The global HRH strategy [3] promotes the need for a professionalised body of HRH scientists and planners and as well as policy-makers who understand and can support HRH at a strategic level. Some respondents reported HRH expertise in selected high-income countries, but a recent study in the South-East Asia region found that only 14% of staff in the HRH units were professionals (e.g. with Master’s Degree in Public Health) [23] and in the African region only 7% of staff were described as ‘technical’ [28]. In Malawi and Nepal, the HRH functions are staffed by people from “common services” ministries with knowledge of routine personnel administration, but who may be unfamiliar with the complexities of developing and managing a health workforce. One respondent said the perception is the management of public health staff and physicians or nurses was the same as managing agriculture staff, for example. “They look [at] everything as … general.” (NPL 006). A respondent from Malawi observed that generally “people who are thrown to the HR department are those who are incapable, or who has a disciplinary issue or who want to have some calm time, so that they will do their own things. So, that is the debacle and because of those things always you see capacity issues” (MWI 006). Another respondent suggested that in order to have a “mature discussion around the intersectoral nature of the health workforce agenda” it is critical to have policy-makers with ‘literacy’ in health workforce, e.g. able to think about “’terms and conditions of employment’, ‘productivity’ [and] ‘performance’ [and] ‘labour rights’” (GLO 007).

Becoming ‘literate’ about the health workforce also takes time. One respondent at a senior level in Sudan had been working for many years in HRH. However, just when the officer can develop effective and appropriate strategies, they may be transferred: “when they start to pick up things, they also move to the other institution. So that's really quite a big handicap for an institution as specialized as health.” (MWI 003). A review from Nepal in 2013 showed very high turnover of staff working on HR functions, especially those in leadership roles [33]. High turnover of senior managers has continued in Nepal, some of which is associated with political instability. In Sudan, training in health workforce development contributed to improved capacity of the HRH directorates at State and National levels. In the absence of a stable body of HRH professionals, some countries have relied on the use of international consultants with the risk that no expertise remains when the contracts finish [8]. “In Burkina [Faso] they have received support from I think Belgium cooperation to have again an expert to strengthen the HRH unit. And they have done a good job to strengthen HRH information system at the national level. And then when the expat left, nobody was able to manage the system. Then the system died.” (GL 004).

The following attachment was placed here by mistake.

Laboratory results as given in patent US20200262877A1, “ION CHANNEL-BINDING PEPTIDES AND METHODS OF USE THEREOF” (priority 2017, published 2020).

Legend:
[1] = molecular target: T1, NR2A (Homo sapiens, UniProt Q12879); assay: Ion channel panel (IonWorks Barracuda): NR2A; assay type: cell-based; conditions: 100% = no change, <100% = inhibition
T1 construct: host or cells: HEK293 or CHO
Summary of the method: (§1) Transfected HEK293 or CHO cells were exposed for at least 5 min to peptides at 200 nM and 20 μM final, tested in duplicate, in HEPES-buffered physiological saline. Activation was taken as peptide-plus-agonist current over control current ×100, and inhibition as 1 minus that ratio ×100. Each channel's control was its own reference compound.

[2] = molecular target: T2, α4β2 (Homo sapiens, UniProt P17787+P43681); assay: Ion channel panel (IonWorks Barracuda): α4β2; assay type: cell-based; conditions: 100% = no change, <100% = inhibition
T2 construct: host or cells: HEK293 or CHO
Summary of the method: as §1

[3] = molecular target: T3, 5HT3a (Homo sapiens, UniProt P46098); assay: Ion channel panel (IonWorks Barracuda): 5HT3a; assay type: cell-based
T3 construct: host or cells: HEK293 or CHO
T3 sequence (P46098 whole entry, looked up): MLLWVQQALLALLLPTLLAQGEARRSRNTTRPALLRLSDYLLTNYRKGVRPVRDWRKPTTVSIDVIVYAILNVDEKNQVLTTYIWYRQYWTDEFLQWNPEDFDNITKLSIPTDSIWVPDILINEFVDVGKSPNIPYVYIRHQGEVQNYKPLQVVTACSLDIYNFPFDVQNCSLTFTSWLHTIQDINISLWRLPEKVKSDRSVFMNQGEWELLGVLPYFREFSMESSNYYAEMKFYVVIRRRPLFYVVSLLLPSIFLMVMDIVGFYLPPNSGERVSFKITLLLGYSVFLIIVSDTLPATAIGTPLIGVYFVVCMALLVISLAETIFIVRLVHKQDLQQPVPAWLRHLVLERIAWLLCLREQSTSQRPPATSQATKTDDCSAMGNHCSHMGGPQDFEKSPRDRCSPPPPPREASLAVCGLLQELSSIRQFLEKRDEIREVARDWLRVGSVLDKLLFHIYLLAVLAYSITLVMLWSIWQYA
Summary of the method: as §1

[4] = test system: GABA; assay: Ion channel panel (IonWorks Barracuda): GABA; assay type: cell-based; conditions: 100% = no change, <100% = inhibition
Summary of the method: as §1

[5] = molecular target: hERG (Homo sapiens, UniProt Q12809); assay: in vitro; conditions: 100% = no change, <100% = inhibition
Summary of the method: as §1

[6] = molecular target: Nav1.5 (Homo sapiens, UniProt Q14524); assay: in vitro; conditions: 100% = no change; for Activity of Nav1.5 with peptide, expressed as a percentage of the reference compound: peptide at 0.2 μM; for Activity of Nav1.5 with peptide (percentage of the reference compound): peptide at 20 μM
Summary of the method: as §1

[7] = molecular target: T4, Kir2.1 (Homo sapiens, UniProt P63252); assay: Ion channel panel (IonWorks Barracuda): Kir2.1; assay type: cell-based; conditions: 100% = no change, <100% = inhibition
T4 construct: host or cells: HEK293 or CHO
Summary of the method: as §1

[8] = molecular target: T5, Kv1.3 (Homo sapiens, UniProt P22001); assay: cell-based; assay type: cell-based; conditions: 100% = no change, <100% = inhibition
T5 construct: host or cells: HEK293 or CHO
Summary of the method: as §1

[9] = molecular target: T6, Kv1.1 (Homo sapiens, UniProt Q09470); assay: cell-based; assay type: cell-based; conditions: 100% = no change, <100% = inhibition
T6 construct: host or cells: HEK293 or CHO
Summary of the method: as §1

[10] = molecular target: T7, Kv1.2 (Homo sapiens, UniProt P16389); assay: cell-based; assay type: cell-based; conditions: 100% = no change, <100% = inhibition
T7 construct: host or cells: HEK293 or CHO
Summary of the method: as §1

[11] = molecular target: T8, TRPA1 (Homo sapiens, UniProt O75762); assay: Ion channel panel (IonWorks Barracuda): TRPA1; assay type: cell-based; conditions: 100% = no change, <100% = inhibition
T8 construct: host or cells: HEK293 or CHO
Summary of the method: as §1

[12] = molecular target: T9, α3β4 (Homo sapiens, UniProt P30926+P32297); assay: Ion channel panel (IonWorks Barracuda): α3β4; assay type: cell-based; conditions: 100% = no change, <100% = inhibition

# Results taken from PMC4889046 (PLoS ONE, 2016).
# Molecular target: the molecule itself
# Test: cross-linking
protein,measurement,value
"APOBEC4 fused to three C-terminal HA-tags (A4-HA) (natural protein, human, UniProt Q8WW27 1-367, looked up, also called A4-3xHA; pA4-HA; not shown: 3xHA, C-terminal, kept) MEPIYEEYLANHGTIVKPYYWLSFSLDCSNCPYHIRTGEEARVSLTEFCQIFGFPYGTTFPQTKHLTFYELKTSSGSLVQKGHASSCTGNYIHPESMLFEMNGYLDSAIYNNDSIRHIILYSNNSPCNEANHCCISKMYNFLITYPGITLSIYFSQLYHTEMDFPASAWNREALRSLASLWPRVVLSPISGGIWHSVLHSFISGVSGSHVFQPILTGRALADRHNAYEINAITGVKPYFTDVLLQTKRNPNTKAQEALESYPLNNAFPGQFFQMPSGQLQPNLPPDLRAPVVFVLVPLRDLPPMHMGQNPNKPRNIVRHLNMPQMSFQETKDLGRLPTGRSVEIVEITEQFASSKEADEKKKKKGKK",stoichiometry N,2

Support to decentralised units

Many countries either have or are moving towards decentralised health systems and management of the health workforce, as in the three study countries. This requires provision of support, including capacity strengthening, to the decentralised HRH units [3, 35]. Support strategies were included in Sudan strategic HRH plan for 2012–2016 [36] and implemented. One respondent reported that all 18 state-level HRH units (staffed with one or more focal persons) are functioning. Strategies to support decentralised HRH units in the federal, provincial, municipal structures were included in Nepal’s HRH Roadmap. Similar support to Malawi’s devolution was anticipated in its HRH strategic plan—the “devolution of the HR function led to a delineation of roles and responsibilities between the line Ministry (MoHP) and the Councils” ([19, p16), but at the time of this study, institutional HRH roles and responsibilities, e.g. of the health service commission and the local government service commission at central and subnational levels had not been fully delineated.